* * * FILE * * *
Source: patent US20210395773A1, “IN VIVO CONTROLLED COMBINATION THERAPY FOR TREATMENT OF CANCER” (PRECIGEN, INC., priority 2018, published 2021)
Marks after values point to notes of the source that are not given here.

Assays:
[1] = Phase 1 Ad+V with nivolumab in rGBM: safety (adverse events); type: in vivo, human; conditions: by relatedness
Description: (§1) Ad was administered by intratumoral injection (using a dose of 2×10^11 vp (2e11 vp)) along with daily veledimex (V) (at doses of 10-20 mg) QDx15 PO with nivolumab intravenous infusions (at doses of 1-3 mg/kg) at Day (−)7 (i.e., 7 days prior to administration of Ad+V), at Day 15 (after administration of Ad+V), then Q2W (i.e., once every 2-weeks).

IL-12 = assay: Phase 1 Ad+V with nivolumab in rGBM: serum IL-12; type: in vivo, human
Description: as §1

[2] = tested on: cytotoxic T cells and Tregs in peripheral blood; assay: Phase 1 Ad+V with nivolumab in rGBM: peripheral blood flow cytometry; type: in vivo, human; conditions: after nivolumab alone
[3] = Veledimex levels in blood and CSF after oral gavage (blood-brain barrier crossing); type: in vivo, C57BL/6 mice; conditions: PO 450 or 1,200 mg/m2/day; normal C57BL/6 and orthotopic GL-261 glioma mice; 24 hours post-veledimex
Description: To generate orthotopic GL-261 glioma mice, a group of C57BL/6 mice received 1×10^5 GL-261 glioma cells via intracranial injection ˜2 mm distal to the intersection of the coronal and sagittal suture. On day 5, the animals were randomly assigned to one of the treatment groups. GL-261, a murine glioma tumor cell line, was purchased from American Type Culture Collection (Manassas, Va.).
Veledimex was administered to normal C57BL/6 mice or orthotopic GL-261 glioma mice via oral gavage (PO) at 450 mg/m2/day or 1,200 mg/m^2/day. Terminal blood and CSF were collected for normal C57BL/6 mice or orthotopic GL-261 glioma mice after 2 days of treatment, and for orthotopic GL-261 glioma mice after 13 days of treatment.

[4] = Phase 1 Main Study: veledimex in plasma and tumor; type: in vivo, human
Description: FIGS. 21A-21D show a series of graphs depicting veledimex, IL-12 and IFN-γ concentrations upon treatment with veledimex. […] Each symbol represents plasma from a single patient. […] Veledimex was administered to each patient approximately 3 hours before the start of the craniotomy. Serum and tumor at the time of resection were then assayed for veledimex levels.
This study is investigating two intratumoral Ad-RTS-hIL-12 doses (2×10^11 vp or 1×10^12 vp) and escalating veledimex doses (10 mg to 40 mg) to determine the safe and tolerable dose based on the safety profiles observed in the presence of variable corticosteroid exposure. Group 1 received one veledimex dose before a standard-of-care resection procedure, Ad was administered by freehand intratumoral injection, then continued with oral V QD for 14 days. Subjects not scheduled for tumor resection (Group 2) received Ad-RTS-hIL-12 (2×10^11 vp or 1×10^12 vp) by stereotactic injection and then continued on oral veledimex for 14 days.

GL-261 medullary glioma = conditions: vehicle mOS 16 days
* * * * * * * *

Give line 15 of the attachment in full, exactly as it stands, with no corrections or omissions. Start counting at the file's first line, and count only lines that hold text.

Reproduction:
GL-261 medullary glioma = conditions: vehicle mOS 16 days